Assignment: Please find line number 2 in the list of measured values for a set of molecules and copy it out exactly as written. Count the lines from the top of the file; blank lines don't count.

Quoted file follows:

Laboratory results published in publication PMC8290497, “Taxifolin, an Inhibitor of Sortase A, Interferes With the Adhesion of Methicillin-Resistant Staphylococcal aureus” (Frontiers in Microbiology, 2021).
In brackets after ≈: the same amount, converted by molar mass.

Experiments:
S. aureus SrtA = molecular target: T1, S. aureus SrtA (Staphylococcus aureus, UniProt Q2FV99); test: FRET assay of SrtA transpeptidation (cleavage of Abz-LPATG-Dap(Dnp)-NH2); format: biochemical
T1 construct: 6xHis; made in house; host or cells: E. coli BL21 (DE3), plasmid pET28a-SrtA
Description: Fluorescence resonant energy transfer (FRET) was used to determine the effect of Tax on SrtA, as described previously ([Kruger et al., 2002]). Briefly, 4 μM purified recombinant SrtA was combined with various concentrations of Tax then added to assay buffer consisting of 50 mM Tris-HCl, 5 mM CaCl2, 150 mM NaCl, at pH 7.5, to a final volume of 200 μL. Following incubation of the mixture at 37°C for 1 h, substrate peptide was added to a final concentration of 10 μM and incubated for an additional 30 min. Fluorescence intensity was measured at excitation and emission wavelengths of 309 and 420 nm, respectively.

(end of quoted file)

In brackets after ≈: the same amount, converted by molar mass.